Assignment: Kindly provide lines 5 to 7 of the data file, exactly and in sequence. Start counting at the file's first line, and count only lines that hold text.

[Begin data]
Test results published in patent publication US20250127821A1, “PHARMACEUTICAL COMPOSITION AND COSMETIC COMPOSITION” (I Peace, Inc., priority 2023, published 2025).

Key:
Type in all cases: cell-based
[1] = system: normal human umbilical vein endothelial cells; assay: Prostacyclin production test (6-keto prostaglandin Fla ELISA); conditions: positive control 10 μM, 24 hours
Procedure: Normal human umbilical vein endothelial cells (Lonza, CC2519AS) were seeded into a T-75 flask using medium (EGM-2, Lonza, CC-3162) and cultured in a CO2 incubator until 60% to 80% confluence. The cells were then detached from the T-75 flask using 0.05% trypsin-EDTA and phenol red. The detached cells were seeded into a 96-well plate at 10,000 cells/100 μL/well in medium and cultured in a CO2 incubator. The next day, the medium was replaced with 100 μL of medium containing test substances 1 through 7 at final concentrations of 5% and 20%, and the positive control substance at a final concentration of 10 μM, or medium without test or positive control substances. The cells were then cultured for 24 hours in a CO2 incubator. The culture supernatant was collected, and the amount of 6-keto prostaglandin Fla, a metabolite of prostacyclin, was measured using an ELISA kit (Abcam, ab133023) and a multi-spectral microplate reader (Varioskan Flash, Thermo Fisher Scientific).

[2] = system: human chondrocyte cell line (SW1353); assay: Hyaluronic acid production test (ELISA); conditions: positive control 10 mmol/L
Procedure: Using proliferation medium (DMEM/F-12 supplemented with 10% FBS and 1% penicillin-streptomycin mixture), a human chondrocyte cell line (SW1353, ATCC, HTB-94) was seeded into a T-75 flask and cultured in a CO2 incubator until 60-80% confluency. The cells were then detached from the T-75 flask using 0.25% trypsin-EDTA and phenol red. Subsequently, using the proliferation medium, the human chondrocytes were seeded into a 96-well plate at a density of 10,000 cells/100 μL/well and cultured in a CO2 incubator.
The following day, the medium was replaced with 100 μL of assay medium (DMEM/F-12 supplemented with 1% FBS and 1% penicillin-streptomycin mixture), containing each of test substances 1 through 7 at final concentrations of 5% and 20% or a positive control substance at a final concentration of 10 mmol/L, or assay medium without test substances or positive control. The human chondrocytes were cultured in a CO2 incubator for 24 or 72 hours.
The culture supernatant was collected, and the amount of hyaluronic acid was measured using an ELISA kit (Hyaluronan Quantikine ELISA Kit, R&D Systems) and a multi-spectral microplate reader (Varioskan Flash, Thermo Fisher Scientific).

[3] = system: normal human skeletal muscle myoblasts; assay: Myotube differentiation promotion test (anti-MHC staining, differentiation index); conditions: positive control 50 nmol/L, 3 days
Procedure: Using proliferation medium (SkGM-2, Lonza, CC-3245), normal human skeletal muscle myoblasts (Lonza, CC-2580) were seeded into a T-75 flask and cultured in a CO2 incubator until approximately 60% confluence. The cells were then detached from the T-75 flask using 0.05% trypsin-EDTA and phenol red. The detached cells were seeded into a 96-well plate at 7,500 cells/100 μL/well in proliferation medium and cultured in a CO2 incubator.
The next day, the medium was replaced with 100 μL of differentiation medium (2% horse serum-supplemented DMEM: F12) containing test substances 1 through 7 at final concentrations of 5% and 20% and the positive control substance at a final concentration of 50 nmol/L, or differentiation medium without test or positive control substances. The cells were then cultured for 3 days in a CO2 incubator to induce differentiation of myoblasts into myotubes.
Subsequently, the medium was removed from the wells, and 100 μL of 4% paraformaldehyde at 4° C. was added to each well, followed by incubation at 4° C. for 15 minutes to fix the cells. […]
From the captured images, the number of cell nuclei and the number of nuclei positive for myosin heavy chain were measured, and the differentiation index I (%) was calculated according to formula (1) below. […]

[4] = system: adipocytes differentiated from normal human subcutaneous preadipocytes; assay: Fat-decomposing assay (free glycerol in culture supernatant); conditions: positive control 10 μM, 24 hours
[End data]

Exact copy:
Procedure: Normal human umbilical vein endothelial cells (Lonza, CC2519AS) were seeded into a T-75 flask using medium (EGM-2, Lonza, CC-3162) and cultured in a CO2 incubator until 60% to 80% confluence. The cells were then detached from the T-75 flask using 0.05% trypsin-EDTA and phenol red. The detached cells were seeded into a 96-well plate at 10,000 cells/100 μL/well in medium and cultured in a CO2 incubator. The next day, the medium was replaced with 100 μL of medium containing test substances 1 through 7 at final concentrations of 5% and 20%, and the positive control substance at a final concentration of 10 μM, or medium without test or positive control substances. The cells were then cultured for 24 hours in a CO2 incubator. The culture supernatant was collected, and the amount of 6-keto prostaglandin Fla, a metabolite of prostacyclin, was measured using an ELISA kit (Abcam, ab133023) and a multi-spectral microplate reader (Varioskan Flash, Thermo Fisher Scientific).

[2] = system: human chondrocyte cell line (SW1353); assay: Hyaluronic acid production test (ELISA); conditions: positive control 10 mmol/L
Procedure: Using proliferation medium (DMEM/F-12 supplemented with 10% FBS and 1% penicillin-streptomycin mixture), a human chondrocyte cell line (SW1353, ATCC, HTB-94) was seeded into a T-75 flask and cultured in a CO2 incubator until 60-80% confluency. The cells were then detached from the T-75 flask using 0.25% trypsin-EDTA and phenol red. Subsequently, using the proliferation medium, the human chondrocytes were seeded into a 96-well plate at a density of 10,000 cells/100 μL/well and cultured in a CO2 incubator.